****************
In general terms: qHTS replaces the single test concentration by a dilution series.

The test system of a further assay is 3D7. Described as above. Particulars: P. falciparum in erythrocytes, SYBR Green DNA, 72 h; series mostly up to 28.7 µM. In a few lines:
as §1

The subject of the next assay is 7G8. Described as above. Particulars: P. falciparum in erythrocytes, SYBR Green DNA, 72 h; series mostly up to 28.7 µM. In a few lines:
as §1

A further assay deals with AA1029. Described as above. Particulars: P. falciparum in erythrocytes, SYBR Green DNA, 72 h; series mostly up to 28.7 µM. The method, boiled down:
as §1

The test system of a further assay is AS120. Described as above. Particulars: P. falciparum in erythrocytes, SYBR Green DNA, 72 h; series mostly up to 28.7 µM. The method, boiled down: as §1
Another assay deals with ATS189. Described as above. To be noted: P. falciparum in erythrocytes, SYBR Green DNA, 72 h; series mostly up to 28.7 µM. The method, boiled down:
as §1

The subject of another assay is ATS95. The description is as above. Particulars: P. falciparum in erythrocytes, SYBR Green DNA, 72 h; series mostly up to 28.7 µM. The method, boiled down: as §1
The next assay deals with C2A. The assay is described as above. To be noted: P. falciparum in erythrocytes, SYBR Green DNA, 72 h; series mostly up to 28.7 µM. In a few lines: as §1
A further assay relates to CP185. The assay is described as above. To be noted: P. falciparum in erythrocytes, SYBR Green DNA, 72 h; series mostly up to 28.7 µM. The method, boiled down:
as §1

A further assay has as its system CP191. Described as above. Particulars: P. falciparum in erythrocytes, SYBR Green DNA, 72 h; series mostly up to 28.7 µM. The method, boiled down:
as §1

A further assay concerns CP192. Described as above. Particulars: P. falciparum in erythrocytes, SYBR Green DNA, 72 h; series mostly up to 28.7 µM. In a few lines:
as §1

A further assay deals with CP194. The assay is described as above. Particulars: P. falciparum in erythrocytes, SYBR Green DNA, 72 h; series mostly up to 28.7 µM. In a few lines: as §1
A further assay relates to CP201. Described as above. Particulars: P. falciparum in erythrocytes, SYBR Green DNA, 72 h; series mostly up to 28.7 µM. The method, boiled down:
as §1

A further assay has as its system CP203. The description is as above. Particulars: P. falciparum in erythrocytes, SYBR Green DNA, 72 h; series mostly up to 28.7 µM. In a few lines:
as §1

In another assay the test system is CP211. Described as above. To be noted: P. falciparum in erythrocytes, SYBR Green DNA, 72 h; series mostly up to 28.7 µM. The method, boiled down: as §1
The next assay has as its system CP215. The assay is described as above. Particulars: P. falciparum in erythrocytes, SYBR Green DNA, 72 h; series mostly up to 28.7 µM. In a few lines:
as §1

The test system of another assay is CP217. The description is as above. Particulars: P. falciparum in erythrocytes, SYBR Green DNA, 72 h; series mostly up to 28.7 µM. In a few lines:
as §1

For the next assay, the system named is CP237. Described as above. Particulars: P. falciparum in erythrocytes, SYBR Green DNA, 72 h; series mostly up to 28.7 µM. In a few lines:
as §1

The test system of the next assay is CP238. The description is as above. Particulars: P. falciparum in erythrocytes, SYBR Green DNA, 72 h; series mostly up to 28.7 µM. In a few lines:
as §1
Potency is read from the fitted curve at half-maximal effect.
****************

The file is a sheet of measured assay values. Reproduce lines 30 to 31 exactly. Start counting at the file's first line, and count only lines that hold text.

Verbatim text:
as §1

The test system of the next assay is CP238. The description is as above. Particulars: P. falciparum in erythrocytes, SYBR Green DNA, 72 h; series mostly up to 28.7 µM. In a few lines: